26 August 2010

Review: Hope's Folly, by Linnea Sinclair

I read Hope's Folly as part of the on-going SFR challenge and really enjoyed it. The book is a fast-moving military SF romance featuring an older hero/younger heroine. Virtually all of the action takes place aboard a military heavy cruiser commanded by the hero. Although I classify it as a romance, a ship sabotage plot and interactions between the officers are front and center for most of the book. In the mean time, the hero and heroine are doing lots of mental lusting, all the while attempting to talk themselves out of love.

Heroine is a kick-ass security officer and there is a lot of dialogue revolving around weapons, so extra bonus if you enjoy fondling firearms--the heroine certainly does. The hero is an alpha male, but in a noble, sacrificial "women and children into the lifeboats first" kind of way. I especially enjoyed his internal monologues in which he struggles between his physical desire for the heroine and his concern that he's too old to be attractive any more.

Sinclair really nails the insecurities that the H/H have--the hero regarding his age and infirmity (he smashed his leg and hip in a previous book and uses a cane throughout this one) and the heroine regarding her weight and height. Very believable, and an effective way to soften characters who could, in the wrong author's hands, come across as autocratic and inflexible.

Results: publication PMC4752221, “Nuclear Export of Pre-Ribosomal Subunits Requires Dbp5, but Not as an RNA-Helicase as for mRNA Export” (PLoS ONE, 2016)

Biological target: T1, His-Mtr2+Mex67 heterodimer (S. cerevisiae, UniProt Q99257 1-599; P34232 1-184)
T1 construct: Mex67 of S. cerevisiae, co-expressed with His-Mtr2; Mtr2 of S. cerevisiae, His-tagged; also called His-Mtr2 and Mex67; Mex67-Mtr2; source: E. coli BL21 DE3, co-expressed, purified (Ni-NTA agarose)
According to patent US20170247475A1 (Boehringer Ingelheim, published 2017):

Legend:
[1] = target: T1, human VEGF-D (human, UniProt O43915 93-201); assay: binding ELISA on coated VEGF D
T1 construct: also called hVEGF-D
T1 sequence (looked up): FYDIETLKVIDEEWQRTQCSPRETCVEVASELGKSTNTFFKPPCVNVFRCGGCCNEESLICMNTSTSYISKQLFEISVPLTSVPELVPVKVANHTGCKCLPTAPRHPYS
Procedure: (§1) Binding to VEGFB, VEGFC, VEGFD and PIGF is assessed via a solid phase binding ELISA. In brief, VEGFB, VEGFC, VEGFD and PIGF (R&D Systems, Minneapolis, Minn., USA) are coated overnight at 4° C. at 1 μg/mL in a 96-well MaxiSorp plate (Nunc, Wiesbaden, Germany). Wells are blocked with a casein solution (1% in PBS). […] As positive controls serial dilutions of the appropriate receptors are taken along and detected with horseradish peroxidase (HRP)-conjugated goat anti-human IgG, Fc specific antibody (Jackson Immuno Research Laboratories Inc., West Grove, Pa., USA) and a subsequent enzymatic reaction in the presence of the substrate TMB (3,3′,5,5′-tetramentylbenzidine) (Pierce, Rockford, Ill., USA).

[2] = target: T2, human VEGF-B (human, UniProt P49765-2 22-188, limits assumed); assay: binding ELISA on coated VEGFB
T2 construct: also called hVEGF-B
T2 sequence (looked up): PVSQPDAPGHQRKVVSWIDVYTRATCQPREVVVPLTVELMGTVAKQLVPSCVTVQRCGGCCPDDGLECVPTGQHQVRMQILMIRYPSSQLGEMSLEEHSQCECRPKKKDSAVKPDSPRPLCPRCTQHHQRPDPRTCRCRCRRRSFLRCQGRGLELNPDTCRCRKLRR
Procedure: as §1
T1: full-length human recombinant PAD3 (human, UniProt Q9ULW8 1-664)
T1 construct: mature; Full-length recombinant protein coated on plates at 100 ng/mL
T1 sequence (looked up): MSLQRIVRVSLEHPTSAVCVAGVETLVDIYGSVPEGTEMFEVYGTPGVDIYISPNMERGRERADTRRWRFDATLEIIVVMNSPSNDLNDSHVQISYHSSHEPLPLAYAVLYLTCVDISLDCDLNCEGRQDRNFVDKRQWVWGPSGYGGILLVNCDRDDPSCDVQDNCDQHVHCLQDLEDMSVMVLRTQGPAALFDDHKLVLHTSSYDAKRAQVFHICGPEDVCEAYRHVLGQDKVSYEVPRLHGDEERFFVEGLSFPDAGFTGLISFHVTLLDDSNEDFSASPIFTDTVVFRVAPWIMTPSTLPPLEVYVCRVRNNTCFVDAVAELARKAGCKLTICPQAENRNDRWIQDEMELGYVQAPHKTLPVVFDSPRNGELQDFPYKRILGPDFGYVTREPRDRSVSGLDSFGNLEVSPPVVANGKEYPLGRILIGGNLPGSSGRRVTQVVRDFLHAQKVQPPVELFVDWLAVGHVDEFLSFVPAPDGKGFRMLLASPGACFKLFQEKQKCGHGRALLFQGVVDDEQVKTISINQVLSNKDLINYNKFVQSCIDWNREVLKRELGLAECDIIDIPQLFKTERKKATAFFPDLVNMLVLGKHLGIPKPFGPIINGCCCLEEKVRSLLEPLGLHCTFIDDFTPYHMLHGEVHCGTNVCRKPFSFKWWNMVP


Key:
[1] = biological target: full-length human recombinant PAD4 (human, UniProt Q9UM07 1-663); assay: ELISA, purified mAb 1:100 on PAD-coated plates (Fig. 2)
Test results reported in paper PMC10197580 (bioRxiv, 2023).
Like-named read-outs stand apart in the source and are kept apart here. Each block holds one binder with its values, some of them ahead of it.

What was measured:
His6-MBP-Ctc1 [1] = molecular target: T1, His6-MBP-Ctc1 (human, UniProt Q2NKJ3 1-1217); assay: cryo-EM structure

If you've read David Weber's Honor Harrington series and like a bit of romance, Hope's Folly is a great choice. Although there are references to events that occurred earlier in the series (Hope's is book 3), you don't need to have read the first two books to fully appreciate this one.

A minor quibble--this book came out in 2009 and is set in the future (I was thinking four or five hundred years out), but the hero calls the heroine "Mrs. Guthrie" after they marry (she takes his last name) and the heroine waxes poetic about receiving her MRS degree.

Are you kidding me?

I have a hard time believing that the independent heroine, who is also head of security on the ship, would do such a thing. I had to resist the desire to smack her and say "Give your husband's name back to him. He might need it, but you certainly don't!"

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